Testosterone decreases and luteinizing hormone increases when dexamethasone is administered acutely. It would appear, however, that the ability of steroids to inhibit luteinizing hormone at the pituitary level leading to secondary hypogonadism is the major reason for hypogonadism in patients with Cushing’s syndrome.
Plasma total and free testosterone levels are reduced in men with diabetes mellitus, independent of age and body mass index. Furthermore, a stepwise decrease in mean testosterone levels per categorical increase in fasting plasma glucose is apparent in both diabetics and nondiaberics. In men with Type 1 diabetes mellitus, plasma testosterone is lowest when control is very poor, but there is no relationship between the severity of retinopathy or other complications and the level of plasma testosterone. Levels of sex hormone binding globulin have been reported to be either increased or decreased in diabetics. There is a mild impairment of the testosterone response to human chorionic gonadotropin in diabetics. Basal gonadotropin levels are normal in diabetics, but the luteinizing hormone and follicle-stimulating hormone response to gonadotropin-releasing hormone is impaired, particularly in the presence of hyperglycemia. Dihydrotestosterone, DHEA, and DHEA-sulfate, have all been found to be lower in patients with diabetes, whereas estradiol levels were found to be slightly increased in one study. Young men with diabetes exhibit prolactin secretion that has a normal pulse frequency, but a decline in maximal peak amplitude and peak area, whereas older persons with Type II diabetes were reported to have elevated prolactin levels.
Excessive visceral adiposity results in decreased plasma testosterone and insulin resistance and substantially increases the risk of diabetes mellitus. Administration of testosterone under these circumstances may decrease visceral fat and improve glucose tolerance. Type II diabetes mellitus is, however, associated with lowered plasma testosterone levels independent of obesity in both Melanesian and Caucasian men. In older diabetic men, there is a relationship between the presence of diabetic dyslipidemia and the decrease in plasma testosterone.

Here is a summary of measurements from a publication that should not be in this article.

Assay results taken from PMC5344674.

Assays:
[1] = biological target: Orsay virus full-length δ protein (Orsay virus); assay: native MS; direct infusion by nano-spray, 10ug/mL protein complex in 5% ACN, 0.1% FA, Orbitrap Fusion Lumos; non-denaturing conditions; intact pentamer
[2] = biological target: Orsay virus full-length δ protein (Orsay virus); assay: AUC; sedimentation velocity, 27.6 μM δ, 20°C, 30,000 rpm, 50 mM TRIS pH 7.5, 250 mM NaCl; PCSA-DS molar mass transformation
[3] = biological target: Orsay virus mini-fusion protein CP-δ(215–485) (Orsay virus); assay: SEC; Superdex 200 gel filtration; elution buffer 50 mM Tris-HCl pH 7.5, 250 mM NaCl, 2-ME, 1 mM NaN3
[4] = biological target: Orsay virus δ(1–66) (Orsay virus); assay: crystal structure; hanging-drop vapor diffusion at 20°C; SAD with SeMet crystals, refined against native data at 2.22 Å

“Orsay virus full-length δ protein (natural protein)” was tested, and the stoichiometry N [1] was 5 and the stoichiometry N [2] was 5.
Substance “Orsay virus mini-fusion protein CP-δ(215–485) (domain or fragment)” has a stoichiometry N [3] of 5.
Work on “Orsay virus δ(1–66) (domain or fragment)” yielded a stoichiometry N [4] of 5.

Total testosterone and sex hormone binding globulin have been associated with defects in nonoxidative glucose disposal and upper body adiposity in normoglycemic men. Insulin has been shown to stimulate testosterone production (and suppress sex hormone binding globulin production) in both normal and obese men. Administration of testosterone to centrally obese, hypogonadal, middle-aged men has improved insulin sensitivity.
Leptin is produced from fat cells, and while women have higher leptin levels than men when corrected for adipose cell mass, leptin levels are independently associated with testosterone level; testosterone replacement in hypogonadal males serves to reduce leptin levels.
Data from the Massachusetts Male Aging Study showed that after controlling for potential confounders, diabetes at follow-up was predicted jointly and independently by lower baseline levels of free testosterone and sex hormone binding globulin.
In conclusion, persons with diabetes have low testosterone levels secondary to both gonadal and hypothalamic-pituitary defects. Testosterone replacement improves sexual performance in diabetes.